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General practice reaps rewards of contract

Published on 02/10/06 at 03:34pm

GPs and patients are continuing to reap the rewards of the new general practice contract, with doctors hitting targets for quality treatment, according to newly published government statistics.

Introduced in April 2004 the new GMS contract and its points-based system the Quality and Outcomes framework (QOF) focuses primary healthcare professionals time on key areas, such as chronic disease management.

This year, the average practice achieved 96% of the points available (1011 out of a possible 1050), up five per cent on 12 months ago.

Health minister Lord Warner said:  "GPs are to be congratulated for delivering high quality services to NHS patients and improving their healthcare. It is right to reward GPs and their staff for increasing the range and quality of the services they provide."

A miscalculation by the Department of Health meant that the NHS spent tens of millions more on paying for the GMS contract in its first two years.

The contract makes England's GPs the best paid in Europe - earning 100,000 on average - but the government say the pay increase has been justified with improvements in care.

"Practices are getting paid more because GPs and their staff are working harder and smarter," said Lord Warner.  "We should remember that the extra advice and support offered to patients on prevention will save people from potentially life threatening conditions and will reduce demands for emergency hospital care."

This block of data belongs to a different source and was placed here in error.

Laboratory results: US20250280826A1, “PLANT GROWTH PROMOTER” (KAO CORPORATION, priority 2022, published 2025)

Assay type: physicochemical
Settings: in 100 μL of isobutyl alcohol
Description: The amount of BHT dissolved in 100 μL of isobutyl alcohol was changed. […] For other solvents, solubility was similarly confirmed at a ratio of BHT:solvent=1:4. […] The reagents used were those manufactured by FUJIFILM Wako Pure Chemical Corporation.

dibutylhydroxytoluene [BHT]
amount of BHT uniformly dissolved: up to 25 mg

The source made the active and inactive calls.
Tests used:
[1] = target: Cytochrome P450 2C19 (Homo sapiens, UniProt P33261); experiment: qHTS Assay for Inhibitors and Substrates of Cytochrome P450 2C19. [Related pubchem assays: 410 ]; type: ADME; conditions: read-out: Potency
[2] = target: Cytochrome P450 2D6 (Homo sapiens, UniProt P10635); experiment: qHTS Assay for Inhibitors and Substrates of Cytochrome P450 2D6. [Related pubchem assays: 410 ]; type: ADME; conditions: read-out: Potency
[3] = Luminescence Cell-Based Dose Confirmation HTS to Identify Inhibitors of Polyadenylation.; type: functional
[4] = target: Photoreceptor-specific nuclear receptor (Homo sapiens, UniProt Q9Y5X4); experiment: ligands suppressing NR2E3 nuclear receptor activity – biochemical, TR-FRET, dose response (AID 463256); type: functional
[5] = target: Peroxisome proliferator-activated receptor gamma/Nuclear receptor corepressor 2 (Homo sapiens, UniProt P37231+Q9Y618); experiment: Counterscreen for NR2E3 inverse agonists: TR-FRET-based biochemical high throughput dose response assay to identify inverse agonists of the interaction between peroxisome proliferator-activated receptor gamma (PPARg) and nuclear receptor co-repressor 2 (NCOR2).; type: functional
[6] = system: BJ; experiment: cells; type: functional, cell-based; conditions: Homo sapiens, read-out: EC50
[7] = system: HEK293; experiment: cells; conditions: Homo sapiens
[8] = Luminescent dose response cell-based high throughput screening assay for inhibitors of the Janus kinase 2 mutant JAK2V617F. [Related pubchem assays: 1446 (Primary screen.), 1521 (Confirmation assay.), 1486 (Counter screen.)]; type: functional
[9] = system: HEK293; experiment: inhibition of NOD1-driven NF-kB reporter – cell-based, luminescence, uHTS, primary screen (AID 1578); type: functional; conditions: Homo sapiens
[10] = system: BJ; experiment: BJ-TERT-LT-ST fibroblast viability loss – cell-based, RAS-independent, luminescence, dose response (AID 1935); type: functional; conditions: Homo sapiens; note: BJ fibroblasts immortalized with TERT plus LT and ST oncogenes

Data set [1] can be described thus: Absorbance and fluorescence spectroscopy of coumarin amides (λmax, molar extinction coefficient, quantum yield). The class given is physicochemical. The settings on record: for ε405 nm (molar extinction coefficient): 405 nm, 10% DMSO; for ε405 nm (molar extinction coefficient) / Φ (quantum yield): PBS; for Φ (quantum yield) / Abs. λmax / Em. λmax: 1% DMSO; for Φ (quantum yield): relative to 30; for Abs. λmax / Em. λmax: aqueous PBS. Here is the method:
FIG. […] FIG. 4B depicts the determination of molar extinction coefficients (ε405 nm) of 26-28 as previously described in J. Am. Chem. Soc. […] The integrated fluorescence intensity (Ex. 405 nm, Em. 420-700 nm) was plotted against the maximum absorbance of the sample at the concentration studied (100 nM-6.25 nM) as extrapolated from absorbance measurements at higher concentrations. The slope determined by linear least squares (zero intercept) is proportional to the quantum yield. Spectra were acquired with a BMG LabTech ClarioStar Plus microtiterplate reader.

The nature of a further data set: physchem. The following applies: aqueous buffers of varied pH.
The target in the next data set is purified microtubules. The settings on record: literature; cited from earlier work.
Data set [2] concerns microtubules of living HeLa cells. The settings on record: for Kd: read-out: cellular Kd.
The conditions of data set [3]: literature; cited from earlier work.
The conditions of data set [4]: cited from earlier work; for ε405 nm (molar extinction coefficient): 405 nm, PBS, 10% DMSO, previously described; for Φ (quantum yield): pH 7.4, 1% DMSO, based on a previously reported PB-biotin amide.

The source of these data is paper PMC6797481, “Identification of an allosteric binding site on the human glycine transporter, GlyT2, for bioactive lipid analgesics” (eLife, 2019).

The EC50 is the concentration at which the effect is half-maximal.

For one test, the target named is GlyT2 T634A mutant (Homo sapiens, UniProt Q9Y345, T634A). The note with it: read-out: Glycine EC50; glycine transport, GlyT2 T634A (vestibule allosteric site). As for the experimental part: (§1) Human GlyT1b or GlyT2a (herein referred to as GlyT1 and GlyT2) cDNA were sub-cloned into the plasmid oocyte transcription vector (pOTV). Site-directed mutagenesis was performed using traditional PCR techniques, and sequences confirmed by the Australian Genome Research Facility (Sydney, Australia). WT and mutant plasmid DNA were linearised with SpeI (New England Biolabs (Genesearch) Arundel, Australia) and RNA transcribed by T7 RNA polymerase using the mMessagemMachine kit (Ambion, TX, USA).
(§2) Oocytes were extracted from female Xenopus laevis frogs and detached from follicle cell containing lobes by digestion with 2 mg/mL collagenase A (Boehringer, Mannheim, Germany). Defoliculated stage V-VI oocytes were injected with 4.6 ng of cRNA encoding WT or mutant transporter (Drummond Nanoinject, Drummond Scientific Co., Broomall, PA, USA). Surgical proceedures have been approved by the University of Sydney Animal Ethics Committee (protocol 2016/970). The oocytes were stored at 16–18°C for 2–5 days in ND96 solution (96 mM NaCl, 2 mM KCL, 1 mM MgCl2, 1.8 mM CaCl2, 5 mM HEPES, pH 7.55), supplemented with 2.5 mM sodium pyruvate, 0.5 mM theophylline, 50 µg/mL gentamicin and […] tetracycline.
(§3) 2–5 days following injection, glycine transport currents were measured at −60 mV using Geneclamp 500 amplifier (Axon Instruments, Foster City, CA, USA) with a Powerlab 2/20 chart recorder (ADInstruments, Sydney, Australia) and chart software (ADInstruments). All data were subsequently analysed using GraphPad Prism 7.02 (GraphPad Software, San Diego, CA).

The health minister said GPs focusing on advising patients on how to stop smoking and tackle blood pressure or cholesterol will save the NHS money in the long-term, and also help bring services closer to patients.

Dr Hamish Meldrum, chairman of the BMA's General Practitioners Committee, said: "This is great news for patients. The average score out of a possible 1050 points was 1010.5  compared to 958.7 in the first QOF year."

He added: "If you look at the points available for clinical work, the achievement results show that on average, practices achieved 97% of available points. This means that more patients than ever before are being diagnosed promptly and getting the treatment they need."

Prof Mayur Lakhani, chairman of the RCGP, commented: "This is very good news for patients who are having more check ups and better clinical care. This is another year of high levels of achievement and the college wants to thank GPs, practice nurses and staff for their hard work and dedication.

QOF data - highlights

Nearly 80% of patients with CHD who were available and suitable for treatment had a last measured cholesterol level (measured in the past 15 months) of 5mmol/1 or less

94% of patients with CHD who were available and suitable for treatment were taking aspirin or an anti-coagulant

Nearly 70% of CHD patients deemed suitable had received a flu jab in the winter months


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